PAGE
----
With the Cameliers in Palestine
Chapter X — The Second Battle of Gaza
The Second Battle of Gaza
General Murray decided that a second attempt should be made at an early date to capture Gaza, so Lieut.-General Dobell prepared a plan to make a frontal infantry attack on the town, with mounted forces on the right flank. He now had at his disposal four infantry divisions (52nd, 53rd, 54th, and 74th), two mounted divisions (A. and N.Z. Div. and Imp. Mtd. Div.), and the Imperial Camel Brigade.
The 53rd Division which suffered so heavily in the first attack, was to move along the sand-dunes on the coast, the 52nd Division was to make the main attack along a front between Mansura and Sheikh Abbas, the 54th on the right of the 52nd was to attack towards Khirbet Sihan, farther to the right was the Imperial Camel Brigade, then the Imperial Mounted Division, and finally the A. and N.Z. Mounted Division completing the line to the north bank of the Wadi Ghuzzi near Tel el Fara. The 74th Division was in reserve, ready to reinforce the main attack of the 52nd and 54th Divisions.
The Turks in the meantime had greatly strengthened their forces and their positions from Ali Muntar eastward with strong redoubts towards Khirbet es Sihan, and Hareira, leaving no open ground undefended for the mounted forces to pass through as in the first attempt on Gaza.
The various divisions crossed the Wadi Ghuzzi before daybreak on April 17, and established a line of outposts preparatory to advancing on the main attack. On the 18th, the artillery on land and the monitors at sea bombarded the Turkish defences to prepare for the attack on the following day. On the morning of the 19th, the 53rd Division advanced on the coastal side, page 90and after stiff fighting obtained possession of Samson’s Ridge, and later on in the day occupied Sheikh Ajlin, but at a cost of nearly six hundred casualties. The 52nd and 54th Divisions which bore the brunt of the day’s fighting were subjected to heavy artillery and intense machine-gun fire during their advance, and suffered heavily. Positions were gained and lost time after time, but by the afternoon it was recognized that the attempt could not succeed; one brigade of the 52nd Division alone had 1,000 casualties out of 2,500, while the 54th Division in killed, wounded and missing, suffered 2,875 casualties.
The Camel Brigade had come up from its position at Abasan el Kebir, crossed the Wadi, and had taken up a position at Dumbell Hill due south of Sheikh Abbas. Next morning it advanced on the right of the 54th Division, and the First Battalion I.C.C. (Australian) took part in the attack on the redoubt afterwards known as Tank Redoubt. During the advance a tank, used for the first time on this front, accompanied them, but when about a thousand yards from the redoubt it drew the fire of almost every Turkish gun within range, and the infantry and Cameliers in its neighbourhood suffered severely. The tank was hit several times by shells and finally burst into flames, but the remaining members of the attacking force rushed into the redoubt, and drove out its inmates at the point of the bayonet. They were now subjected to the artillery fire of the enemy, but they held the position for two hours, when hardly any were left unwounded, and the post once more fell into the hands of the Turks. The First Battalion lost very heavily in this attack, one company losing fifty percent of its personnel in a few minutes during the advance, but still the Australians pushed on, assisted by members of the 161st Infantry Brigade, about fifty all told reaching their objective, there to be further harassed by page 91artillery fire and counter-attacks by the Turks, very few returning unhurt.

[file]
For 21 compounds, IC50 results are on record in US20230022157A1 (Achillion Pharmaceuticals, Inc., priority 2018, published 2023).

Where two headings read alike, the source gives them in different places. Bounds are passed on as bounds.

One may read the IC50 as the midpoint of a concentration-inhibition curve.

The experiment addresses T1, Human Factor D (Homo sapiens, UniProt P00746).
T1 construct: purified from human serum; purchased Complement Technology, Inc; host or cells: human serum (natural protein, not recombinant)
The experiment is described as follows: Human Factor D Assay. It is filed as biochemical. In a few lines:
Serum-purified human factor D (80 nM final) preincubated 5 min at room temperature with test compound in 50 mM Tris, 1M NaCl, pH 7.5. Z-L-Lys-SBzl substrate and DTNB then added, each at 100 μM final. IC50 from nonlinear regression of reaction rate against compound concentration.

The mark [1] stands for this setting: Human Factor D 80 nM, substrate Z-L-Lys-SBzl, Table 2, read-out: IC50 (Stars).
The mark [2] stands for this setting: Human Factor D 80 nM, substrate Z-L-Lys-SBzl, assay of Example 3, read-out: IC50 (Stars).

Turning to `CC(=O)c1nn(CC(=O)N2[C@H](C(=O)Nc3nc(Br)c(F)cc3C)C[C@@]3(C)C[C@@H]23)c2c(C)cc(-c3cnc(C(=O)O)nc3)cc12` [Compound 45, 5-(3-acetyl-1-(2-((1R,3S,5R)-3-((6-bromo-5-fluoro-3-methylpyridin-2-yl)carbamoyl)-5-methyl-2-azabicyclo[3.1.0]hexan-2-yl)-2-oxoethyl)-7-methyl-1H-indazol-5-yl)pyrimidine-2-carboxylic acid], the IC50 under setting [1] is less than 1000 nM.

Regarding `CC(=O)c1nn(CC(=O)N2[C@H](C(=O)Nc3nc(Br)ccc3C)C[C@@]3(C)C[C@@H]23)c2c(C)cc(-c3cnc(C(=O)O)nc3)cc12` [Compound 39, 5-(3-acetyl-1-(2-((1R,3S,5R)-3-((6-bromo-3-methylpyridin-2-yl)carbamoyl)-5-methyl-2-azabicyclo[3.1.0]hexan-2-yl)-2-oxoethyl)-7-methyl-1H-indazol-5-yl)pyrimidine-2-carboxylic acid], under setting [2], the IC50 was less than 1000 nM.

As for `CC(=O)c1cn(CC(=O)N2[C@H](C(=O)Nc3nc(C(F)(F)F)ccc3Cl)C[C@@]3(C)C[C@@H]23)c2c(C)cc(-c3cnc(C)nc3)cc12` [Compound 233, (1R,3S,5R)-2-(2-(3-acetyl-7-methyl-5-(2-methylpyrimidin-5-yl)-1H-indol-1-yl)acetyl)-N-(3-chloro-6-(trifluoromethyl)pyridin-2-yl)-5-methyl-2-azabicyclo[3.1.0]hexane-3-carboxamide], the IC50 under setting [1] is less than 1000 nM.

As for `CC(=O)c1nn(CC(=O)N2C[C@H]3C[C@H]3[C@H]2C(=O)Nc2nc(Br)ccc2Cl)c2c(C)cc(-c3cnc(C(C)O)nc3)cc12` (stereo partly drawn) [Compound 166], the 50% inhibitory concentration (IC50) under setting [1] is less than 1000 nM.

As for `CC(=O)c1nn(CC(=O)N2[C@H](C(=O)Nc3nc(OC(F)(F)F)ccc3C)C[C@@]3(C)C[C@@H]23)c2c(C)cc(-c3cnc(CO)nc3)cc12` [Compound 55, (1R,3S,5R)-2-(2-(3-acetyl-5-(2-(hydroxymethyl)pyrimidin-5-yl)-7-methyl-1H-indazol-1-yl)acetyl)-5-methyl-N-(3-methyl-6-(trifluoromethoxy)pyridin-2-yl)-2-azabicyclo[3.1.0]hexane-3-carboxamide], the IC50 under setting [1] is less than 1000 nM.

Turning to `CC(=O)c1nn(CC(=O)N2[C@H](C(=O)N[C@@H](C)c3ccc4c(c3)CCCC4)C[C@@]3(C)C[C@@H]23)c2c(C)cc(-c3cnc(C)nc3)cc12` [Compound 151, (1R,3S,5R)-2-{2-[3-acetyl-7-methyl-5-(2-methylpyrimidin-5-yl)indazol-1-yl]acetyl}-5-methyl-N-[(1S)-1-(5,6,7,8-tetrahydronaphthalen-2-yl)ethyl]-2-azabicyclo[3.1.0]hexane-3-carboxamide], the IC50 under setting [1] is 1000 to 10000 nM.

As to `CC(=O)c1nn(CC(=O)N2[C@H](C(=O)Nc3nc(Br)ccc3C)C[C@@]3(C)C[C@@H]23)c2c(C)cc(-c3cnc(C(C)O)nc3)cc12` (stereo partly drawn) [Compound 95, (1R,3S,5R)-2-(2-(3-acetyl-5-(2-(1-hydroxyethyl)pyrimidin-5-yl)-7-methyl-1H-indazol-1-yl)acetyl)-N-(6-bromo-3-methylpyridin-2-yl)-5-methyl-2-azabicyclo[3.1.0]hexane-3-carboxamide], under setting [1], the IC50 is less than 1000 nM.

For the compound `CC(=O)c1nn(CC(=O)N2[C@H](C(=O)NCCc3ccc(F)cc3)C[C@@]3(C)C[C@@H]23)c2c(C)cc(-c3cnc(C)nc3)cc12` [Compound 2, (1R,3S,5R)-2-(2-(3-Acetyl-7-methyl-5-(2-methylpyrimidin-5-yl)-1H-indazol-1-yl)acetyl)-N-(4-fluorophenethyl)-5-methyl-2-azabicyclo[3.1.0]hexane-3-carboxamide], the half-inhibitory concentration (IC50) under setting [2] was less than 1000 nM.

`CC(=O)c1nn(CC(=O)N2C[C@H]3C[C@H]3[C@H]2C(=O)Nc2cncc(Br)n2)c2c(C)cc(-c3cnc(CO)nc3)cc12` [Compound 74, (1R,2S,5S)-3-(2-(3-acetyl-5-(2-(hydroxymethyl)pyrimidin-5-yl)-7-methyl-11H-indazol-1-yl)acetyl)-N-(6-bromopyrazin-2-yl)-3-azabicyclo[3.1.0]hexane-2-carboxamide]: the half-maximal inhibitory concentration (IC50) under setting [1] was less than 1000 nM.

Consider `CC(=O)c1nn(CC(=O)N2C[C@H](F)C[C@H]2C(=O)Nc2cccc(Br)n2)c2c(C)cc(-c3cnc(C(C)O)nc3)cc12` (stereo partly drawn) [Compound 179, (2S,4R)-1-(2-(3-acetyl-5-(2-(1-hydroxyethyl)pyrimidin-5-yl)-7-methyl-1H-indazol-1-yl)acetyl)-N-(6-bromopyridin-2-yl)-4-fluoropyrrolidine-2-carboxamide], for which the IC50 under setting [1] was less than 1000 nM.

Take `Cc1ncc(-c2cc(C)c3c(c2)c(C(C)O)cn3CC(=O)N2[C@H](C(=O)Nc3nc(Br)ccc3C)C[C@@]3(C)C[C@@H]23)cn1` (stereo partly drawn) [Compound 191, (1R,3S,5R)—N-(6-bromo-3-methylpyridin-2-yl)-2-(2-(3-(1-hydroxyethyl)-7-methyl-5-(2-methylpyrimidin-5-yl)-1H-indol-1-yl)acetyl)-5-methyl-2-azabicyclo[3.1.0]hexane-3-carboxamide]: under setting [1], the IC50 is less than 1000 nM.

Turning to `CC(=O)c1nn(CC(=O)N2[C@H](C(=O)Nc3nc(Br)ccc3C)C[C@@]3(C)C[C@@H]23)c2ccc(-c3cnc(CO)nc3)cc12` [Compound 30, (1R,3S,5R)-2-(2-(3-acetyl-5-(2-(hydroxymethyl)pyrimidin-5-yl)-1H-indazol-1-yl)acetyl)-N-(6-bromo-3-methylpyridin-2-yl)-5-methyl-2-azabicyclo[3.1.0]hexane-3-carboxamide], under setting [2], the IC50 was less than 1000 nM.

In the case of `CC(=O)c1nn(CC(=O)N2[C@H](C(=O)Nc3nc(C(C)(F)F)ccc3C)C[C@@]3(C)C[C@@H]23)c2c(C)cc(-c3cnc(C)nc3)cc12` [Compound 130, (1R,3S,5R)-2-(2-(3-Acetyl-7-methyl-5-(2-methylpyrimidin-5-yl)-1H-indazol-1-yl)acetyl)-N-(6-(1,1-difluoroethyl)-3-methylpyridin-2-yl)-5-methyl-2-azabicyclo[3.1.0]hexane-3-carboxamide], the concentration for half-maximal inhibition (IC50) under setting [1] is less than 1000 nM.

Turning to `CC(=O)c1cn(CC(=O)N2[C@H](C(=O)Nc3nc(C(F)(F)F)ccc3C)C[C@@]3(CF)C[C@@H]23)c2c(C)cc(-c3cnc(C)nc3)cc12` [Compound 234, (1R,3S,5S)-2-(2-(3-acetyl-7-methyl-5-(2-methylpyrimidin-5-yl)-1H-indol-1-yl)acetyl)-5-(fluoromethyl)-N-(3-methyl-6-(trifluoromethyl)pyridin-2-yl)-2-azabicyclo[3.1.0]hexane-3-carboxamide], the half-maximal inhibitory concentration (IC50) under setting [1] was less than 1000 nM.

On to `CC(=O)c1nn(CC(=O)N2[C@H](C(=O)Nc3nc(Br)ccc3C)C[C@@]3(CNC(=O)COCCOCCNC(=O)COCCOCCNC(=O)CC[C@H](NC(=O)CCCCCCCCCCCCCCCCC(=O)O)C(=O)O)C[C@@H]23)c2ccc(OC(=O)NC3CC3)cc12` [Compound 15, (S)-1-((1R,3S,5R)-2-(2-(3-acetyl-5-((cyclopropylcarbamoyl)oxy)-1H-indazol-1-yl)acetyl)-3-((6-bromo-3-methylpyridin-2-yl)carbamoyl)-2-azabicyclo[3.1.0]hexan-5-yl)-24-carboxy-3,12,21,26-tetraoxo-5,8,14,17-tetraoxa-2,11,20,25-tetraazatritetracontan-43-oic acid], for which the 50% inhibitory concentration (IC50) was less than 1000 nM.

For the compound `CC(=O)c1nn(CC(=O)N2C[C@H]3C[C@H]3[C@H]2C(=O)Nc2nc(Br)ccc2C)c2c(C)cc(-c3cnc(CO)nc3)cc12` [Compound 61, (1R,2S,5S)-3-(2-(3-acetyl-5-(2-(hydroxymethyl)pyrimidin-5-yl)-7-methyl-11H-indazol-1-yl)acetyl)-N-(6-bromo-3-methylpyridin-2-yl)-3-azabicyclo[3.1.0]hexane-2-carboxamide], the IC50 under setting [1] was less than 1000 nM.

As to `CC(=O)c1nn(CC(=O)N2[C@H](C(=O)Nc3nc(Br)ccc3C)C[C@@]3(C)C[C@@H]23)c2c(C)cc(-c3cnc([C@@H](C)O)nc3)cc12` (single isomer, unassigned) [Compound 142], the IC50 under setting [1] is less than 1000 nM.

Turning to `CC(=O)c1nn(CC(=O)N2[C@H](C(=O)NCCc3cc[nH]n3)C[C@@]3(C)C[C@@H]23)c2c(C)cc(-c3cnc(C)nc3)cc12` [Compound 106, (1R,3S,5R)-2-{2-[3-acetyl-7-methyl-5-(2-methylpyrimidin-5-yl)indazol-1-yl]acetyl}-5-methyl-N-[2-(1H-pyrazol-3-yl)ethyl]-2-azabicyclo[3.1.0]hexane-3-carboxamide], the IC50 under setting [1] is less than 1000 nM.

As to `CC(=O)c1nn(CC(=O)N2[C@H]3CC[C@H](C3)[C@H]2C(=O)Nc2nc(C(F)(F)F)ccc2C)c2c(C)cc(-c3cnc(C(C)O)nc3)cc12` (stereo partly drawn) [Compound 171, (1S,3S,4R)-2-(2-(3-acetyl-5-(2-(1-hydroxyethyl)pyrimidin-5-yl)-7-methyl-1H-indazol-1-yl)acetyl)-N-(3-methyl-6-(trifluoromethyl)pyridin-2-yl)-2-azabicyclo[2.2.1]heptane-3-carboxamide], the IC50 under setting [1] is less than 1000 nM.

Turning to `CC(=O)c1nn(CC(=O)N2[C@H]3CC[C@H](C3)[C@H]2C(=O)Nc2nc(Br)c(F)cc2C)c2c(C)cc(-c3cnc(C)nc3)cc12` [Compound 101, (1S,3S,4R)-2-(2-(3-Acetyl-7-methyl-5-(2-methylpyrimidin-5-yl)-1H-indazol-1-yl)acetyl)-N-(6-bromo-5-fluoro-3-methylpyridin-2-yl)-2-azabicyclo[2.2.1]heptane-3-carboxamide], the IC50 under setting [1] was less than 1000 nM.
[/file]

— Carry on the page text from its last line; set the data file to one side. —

Farther to the right the Third Battalion I.C.C. (Australian and New Zealand Companies) also suffered heavily, the Fifteenth New Zealand Company losing its O.C., Captain Priest, who had succeeded Captain McCallum, who had been killed at Rafa. This battalion advanced across the road leading from Gaza to Beersheba, and took up a position on two prominent hillocks, but as a Turkish counter-attack forced the Fourth Light Horse back on the right of the Cameliers the latter had to retire to keep the front line intact. Months afterwards when this ground again fell into our hands the bodies of some members of the Camel Corps were found marking the extreme point to which the Battalion had advanced. In the afternoon the Turks counter-attacked in force along the front held by the Imperial Mounted Division, but this Division with two A.L.H. Brigades on its right, assisted by the N.Z. Mounted Brigade, finally managed to stop the Turkish advance.
Seeing that it was useless to attempt further attacks, General Murray decided to break off the engagement, and under cover of darkness most of the troops recrossed the Wadi in safety, the Turks evidently being too exhausted to follow in pursuit.
In these attacks our troops had to advance over bare slopes or ridges, exposed to sweeping fire from Turkish artillery, machine-guns, and rifles, while aeroplanes bombed them from the air. During the night advances the men suffered from the stifling dust, while during the day they endured the discomfort of the hot sun beating down on them, and the tortures of thirst, to alleviate which no provision could be made, during the attacks, to supply them with water, most of which had to be carried by wheeled or camel transport from railhead some ten miles away. If these conditions were trying page 92to the active combatants, they were much more so to the wounded of whom there were over seven thousand listed as such on the British side in the two engagements, while in addition over two thousand were posted as missing, the majority of whom would be wounded, and who would have to endure their sufferings until discovered by the Turks after the retirement of our forces.